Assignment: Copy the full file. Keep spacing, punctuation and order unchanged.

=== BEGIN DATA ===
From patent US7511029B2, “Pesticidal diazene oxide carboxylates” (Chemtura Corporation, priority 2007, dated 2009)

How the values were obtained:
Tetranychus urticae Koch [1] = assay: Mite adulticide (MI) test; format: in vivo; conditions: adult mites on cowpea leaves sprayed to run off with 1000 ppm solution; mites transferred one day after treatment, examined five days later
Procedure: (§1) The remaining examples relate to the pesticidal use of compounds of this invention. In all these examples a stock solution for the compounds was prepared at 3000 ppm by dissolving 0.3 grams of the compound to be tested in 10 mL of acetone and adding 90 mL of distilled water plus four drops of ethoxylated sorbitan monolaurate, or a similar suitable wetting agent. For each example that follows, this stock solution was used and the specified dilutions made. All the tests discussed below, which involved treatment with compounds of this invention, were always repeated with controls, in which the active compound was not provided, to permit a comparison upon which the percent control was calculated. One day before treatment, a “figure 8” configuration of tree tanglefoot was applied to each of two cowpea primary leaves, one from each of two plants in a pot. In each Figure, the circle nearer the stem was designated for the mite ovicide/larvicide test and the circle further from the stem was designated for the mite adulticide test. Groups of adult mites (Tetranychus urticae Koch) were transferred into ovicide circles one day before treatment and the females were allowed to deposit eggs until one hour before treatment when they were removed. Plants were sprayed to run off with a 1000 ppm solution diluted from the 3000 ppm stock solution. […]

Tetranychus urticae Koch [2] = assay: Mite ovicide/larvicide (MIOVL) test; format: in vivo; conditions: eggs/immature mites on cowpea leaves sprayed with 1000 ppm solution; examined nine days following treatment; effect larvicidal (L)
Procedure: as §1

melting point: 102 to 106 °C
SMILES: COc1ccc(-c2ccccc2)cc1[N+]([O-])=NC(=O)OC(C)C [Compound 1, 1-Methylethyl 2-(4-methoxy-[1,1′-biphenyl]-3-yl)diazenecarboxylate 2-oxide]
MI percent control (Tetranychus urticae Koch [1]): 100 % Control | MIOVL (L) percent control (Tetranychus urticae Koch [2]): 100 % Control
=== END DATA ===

From patent US7511029B2, “Pesticidal diazene oxide carboxylates” (Chemtura Corporation, priority 2007, dated 2009)

How the values were obtained:
Tetranychus urticae Koch [1] = assay: Mite adulticide (MI) test; format: in vivo; conditions: adult mites on cowpea leaves sprayed to run off with 1000 ppm solution; mites transferred one day after treatment, examined five days later
Procedure: (§1) The remaining examples relate to the pesticidal use of compounds of this invention. In all these examples a stock solution for the compounds was prepared at 3000 ppm by dissolving 0.3 grams of the compound to be tested in 10 mL of acetone and adding 90 mL of distilled water plus four drops of ethoxylated sorbitan monolaurate, or a similar suitable wetting agent. For each example that follows, this stock solution was used and the specified dilutions made. All the tests discussed below, which involved treatment with compounds of this invention, were always repeated with controls, in which the active compound was not provided, to permit a comparison upon which the percent control was calculated. One day before treatment, a “figure 8” configuration of tree tanglefoot was applied to each of two cowpea primary leaves, one from each of two plants in a pot. In each Figure, the circle nearer the stem was designated for the mite ovicide/larvicide test and the circle further from the stem was designated for the mite adulticide test. Groups of adult mites (Tetranychus urticae Koch) were transferred into ovicide circles one day before treatment and the females were allowed to deposit eggs until one hour before treatment when they were removed. Plants were sprayed to run off with a 1000 ppm solution diluted from the 3000 ppm stock solution. […]

Tetranychus urticae Koch [2] = assay: Mite ovicide/larvicide (MIOVL) test; format: in vivo; conditions: eggs/immature mites on cowpea leaves sprayed with 1000 ppm solution; examined nine days following treatment; effect larvicidal (L)
Procedure: as §1

melting point: 102 to 106 °C
SMILES: COc1ccc(-c2ccccc2)cc1[N+]([O-])=NC(=O)OC(C)C [Compound 1, 1-Methylethyl 2-(4-methoxy-[1,1′-biphenyl]-3-yl)diazenecarboxylate 2-oxide]
MI percent control (Tetranychus urticae Koch [1]): 100 % Control | MIOVL (L) percent control (Tetranychus urticae Koch [2]): 100 % Control